Fred Anderson

On the Run: Live at the Velvet Lounge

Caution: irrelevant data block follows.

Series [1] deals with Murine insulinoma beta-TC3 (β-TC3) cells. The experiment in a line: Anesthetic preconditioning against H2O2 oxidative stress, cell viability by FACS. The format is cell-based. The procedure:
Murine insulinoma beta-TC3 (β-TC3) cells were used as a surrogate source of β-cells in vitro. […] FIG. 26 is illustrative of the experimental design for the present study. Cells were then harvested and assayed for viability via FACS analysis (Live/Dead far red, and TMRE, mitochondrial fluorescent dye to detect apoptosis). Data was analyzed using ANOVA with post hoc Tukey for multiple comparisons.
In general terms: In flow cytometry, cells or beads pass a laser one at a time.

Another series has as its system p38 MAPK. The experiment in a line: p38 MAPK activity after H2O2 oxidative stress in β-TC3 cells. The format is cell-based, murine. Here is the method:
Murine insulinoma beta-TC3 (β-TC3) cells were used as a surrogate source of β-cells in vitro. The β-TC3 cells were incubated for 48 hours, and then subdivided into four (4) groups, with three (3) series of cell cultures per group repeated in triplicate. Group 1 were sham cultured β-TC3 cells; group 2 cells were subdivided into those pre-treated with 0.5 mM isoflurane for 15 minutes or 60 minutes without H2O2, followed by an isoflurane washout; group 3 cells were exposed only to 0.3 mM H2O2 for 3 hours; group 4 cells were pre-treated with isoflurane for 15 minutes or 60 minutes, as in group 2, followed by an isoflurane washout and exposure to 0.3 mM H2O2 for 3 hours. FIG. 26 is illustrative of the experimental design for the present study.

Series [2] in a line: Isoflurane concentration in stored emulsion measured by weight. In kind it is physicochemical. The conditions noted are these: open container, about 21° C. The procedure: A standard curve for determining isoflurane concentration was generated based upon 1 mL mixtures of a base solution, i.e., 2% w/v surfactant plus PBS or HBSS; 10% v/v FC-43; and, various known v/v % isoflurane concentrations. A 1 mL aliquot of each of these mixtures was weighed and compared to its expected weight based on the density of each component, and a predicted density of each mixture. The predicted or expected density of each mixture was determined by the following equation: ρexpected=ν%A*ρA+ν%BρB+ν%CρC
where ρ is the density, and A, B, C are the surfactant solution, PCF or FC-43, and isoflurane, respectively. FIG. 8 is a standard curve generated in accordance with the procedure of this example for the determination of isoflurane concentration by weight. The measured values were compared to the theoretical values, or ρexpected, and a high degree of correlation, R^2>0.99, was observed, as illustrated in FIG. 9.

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When Fred Anderson entered his seventies in 1999, the Chicago-based tenor sax veteran showed no signs of slowing down. His avant-garde improvisations were as passionate and arresting as ever, and he kept busy owning and operating a Windy City jazz club called the Velvet Lounge. Recorded at his Velvet Lounge in March 2000, this generally excellent CD finds a 71-year-old Anderson leading a piano-less trio that boasts Tatsu Aoki on upright bass and Hamid Drake on drums. Both are fellow Chicagoans, and both of them enjoy a strong rapport with Anderson on extended inside/outside performances such as the 18-minute "Tatsu's Groove," the 19-minute "Smooth Velvet," and the 16-minute "On the Run." Like John Coltrane, Anderson can be long-winded -- and like Coltrane, he is such a wealth of creativity and imagination that his excesses can easily be forgiven. Those excesses, in fact, can even be enjoyable if you are among Anderson's die-hard devotees. Throughout the CD, Anderson never sounds the least bit inhibited; of course, being uninhibited is easier when you're playing at your own club. At his Velvet Lounge, Anderson is in the driver's seat. He doesn't have to worry about a club owner complaining that he doesn't play enough overdone standards, he isn't asked to feature predictable Sarah Vaughn clones who haven't a fraction of Sassy's soulfulness, and he doesn't have to explain his music to a booking agent who fails to comprehend avant-garde jazz. On the Run: Live at the Velvet Lounge is Anderson on his own terms and his own turf -- he's calling the shots, and for listeners, that's a very good thing.

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